The best way to troubleshoot no fuel flow is with the fuel bowl removed. A fuel tank needs to breathe. When fuel leaves the tank, it needs to be replaced with air.
A sealed tank will prevent fuel from flowing. Remove the gas cap and check flow; if it now flows, replace the gas cap, it’s faulty.
Honda employs a mesh screen in the bottom of the fuel tank to filter the gas. Look into the gas tank, which is easier when it’s empty, and check the filter for grit. I use a suction pipe to clean the bottom of the tank; however, sometimes, you need to remove it to clean it thoroughly.
Check if the gas tap is the problem; remove the gas line to the tap and check flow.
Remove the float and check the needle seal. Use fine wire to clean out the needle seat in the carburetor. I use a strand from a wire brush.
Blow some into the needle seat on the carburetor. Fuel should start to flow.
Test The Ignition System
Spark is just as important as fresh gas. When it comes to spark, your plug is the first component to check. So be sure to have a good plug on hand. In this section, we will check the: plug; plug wire; coil; coil control wire; bail lever.
The test will require removing some covers. You don’t need any special tools to complete this test, but I prefer to use a spark testing tool and a plug gap tool. You can find both here on the “Small engine tools page.”
You can check out Ignition system testing and repairs here “Mower won’t start video”.
A video on testing and repairing the ignition system is included in the mower repair video library.
For this test, you will need a spare plug; any plug will do for the test. But only fit Spark Plug (BPR6ES) to a Honda GCV 160 and 190.
You’ll also need a plug spanner, insulated pliers, and a very brave helper who can withstand extremely high voltage……. I’m Joking; it’s only moderately high.
You may find the following post helpful – How ignition systems work?
Note: The best way to test the spark is with the In-Line Spark Tester tool or similar, as it will load up and stress test the coil. You’ll find a spark test tool listed on the “Small engine repair tools page”.
Remove the plug from the mower and put the plug wire back on the plug. Now hold the plug against the metal of the engine using the insulated pliers, take care to ground it well.
The helper now attempts to start the mower while you observe the plug spark. You should see a bright blue spark. If there is no spark, try the new plug.
Spark Test – There are two possible outcomes:
(1) No spark with either plug. If so, keep reading.
(2) Spark is good; if that is the case, check out “Carburetor cleaning,” and if that fails, run a compression test.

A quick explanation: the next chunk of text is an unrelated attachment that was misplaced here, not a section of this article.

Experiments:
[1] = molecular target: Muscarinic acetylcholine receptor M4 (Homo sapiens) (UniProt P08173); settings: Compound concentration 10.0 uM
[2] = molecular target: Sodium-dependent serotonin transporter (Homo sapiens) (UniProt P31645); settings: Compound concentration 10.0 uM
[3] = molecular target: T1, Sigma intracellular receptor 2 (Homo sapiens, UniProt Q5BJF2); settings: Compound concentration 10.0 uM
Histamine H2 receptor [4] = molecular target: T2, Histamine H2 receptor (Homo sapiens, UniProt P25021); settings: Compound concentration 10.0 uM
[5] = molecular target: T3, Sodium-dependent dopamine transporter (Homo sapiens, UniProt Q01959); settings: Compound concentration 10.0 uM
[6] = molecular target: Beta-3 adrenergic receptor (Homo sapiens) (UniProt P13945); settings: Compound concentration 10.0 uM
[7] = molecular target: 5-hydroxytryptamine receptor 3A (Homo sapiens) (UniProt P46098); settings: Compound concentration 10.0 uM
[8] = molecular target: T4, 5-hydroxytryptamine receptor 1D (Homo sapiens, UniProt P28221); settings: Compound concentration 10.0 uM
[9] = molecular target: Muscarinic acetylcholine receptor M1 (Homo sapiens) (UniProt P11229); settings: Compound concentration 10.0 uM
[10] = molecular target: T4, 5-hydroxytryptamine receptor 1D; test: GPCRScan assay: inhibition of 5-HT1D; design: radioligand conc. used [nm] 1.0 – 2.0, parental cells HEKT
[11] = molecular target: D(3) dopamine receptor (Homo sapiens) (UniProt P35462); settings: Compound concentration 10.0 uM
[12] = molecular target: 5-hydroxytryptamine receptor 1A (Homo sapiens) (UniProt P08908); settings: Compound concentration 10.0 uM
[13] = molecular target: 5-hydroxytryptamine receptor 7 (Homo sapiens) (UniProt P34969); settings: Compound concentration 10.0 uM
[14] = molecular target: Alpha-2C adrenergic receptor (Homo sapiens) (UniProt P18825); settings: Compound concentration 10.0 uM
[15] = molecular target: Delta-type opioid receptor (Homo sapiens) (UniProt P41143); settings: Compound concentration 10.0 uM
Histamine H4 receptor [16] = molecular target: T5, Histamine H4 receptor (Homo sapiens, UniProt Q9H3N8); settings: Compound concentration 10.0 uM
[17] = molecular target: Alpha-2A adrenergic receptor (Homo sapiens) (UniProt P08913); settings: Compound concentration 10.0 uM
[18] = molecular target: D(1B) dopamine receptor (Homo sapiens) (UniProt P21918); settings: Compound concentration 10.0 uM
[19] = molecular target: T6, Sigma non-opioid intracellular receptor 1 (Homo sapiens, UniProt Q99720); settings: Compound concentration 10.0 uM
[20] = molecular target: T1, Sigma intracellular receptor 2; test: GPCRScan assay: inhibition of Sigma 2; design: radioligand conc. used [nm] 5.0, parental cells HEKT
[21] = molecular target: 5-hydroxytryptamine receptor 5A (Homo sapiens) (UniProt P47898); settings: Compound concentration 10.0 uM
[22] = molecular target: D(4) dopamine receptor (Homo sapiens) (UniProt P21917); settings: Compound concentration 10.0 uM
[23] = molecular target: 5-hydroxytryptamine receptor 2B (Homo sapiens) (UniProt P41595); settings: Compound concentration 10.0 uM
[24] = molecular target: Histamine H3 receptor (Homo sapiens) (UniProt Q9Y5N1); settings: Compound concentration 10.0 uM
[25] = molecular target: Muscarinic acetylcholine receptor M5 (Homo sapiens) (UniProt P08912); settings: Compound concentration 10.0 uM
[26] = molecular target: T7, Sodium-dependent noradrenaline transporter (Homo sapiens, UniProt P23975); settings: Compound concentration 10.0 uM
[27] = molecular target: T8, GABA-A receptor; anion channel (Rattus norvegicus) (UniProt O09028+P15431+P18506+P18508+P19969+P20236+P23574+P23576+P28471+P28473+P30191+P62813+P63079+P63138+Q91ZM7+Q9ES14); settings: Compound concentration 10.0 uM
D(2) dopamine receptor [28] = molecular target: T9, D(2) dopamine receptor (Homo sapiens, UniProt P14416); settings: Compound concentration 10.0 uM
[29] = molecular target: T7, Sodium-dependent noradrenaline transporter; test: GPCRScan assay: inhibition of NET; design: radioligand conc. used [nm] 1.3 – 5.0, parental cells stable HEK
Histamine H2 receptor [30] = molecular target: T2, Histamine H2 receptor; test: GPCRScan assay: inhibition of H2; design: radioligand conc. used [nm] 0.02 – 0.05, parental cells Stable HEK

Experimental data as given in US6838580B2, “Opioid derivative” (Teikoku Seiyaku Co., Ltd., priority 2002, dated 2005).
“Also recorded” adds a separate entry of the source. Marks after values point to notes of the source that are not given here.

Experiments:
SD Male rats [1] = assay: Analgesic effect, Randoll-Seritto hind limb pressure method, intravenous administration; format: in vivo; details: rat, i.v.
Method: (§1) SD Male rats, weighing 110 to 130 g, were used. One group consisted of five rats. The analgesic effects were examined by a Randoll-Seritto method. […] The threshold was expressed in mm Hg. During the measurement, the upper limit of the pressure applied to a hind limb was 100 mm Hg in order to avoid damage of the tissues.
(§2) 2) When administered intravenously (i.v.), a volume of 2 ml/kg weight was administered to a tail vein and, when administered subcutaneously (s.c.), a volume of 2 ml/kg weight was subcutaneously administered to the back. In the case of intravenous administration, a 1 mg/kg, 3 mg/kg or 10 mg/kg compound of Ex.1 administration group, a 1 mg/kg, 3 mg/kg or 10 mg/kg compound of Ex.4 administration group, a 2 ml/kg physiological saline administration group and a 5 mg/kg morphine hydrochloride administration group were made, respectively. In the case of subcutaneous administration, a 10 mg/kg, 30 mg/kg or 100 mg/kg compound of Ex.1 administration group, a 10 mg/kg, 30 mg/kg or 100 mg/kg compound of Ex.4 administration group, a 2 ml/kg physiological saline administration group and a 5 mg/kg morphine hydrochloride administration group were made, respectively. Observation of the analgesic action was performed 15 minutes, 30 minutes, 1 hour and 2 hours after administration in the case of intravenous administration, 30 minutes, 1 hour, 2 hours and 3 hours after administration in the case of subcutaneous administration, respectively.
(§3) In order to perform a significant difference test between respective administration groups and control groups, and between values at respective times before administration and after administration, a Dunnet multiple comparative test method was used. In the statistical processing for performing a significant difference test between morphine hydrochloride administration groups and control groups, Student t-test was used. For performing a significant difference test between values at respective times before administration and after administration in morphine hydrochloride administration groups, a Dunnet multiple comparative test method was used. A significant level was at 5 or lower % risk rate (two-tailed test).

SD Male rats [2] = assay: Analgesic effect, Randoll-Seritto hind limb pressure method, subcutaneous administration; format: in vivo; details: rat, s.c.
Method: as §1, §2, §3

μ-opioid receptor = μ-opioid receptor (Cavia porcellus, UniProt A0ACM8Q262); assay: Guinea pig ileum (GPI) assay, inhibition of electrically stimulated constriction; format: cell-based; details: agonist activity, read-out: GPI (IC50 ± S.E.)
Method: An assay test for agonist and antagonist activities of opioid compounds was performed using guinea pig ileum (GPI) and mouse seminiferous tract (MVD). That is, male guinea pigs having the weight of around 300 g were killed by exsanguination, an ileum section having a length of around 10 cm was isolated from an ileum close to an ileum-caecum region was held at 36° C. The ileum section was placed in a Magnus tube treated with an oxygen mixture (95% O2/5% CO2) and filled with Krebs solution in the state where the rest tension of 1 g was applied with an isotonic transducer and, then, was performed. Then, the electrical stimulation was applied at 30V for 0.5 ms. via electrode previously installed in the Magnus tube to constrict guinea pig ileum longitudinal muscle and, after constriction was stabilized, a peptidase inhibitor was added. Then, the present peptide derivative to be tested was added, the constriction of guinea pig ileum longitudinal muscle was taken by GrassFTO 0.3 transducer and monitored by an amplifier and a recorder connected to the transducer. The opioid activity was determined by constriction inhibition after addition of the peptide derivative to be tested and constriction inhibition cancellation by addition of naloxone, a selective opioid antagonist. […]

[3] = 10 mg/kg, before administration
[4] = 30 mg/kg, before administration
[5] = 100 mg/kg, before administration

If you have no spark or your spark is poor you could have a faulty coil; spark plug wire; coil cap; a short circuit of coil control wire or poor bail lever cable adjustment. Look for obvious signs of damage.
Throttle Stop / Start
Most Honda mowers are fitted with stop/start control at the throttle lever and some have the bail lever stop/start, which is covered next.
The stop/start coil control switch seen here is mounted beside the carburetor. Check that the switch is being operated by the linkage when you set the throttle to the start position. If not, adjust the cable at the throttle lever.
Testing Throttle Switch – I don’t usually test these switches because they don’t cause trouble. So, at this point, I would go ahead and fit a new coil.
However, you can test them by unplugging and repeating the spark test performed at the start of this guide.
- If, after running the test, the plug now sparks, replace the switch.
- Still no spark; replace the coil.
This is the other type stop/start system, the bail lever, and is connected to the engine brake which incorporates a simple stop/start switch. When the lever is released, a brake block pushes against the flywheel, slowing the engine down.
At the same time, the simple stop/start coil control switch is operated.
Check that the switch is being operated when you pull the bail lever. If not, adjust the cable.
Testing Bail Switch – At this point, I would go ahead and fit a new coil, because I have never fitted one of these switches. But you can test the switch by unplugging it and checking for spark as before.
- If, after running the test, the plug now sparks, replace the switch.
- Still no spark? Replace the coil.
Coil Replacing – Your engine may look different, but this process will be the same. Remove the plastic pull assembly cover. Remove pull assembly held on by 3 nuts.
Fuel tank is now free; take this opportunity to clean it if needed; otherwise, no need to remove the fuel line; just set it to the rear of the engine.
Remove – Remove two bolts that hold the coil in place. Remove the coil control push on wire connector under the coil.
Fit Coil – Fit push on wire connector and bolt the coil in place, but don’t tighten yet.
An air gap must be maintained between the coil and the flywheel. A business card is just the right size. Push the coil snug against the business card and tighten the two bolts. Remove the business card. Rebuild in reverse order.
Don’t forget to refit the push-on wire connector and turn on the gas.
Brand new Honda mower won’t start? The most common reason a new Honda mower won’t start is because the fuel tap is turned off. The tap is positioned just below the gas cap.
Other possible causes include:
- Gas level too low
- Bail lever not pulled (if fitted)
- Plug wire not on securely
- Oil level too low
Honda lawn mower troubleshooting self-propel? The Honda mower self-propel handlebar control operates by cable, and the power from the engine is transferred to the transmission with a belt.
Common problems include:
- Drive belt breaks (Replace cable)
- Drive belt jumps off (Refit cable)
- Weak or no drive – Adjust cable on l/h handlebar
- Mower hard to pull back-ways – Cable over adjusted (Adjuster on l/h handlebar)
- About the Author
- Latest Posts
John Cunningham is an Automotive Technician and writer at Lawnmowerfixed.com.
He’s been a mechanic for over twenty-five years and shares his know-how and hands-on experience in our DIY repair guides.
Johns’s fluff-free How-to guides help homeowners fix lawnmowers, tractor mowers, chainsaws, leaf blowers, power washers, generators, snow blowers, and more.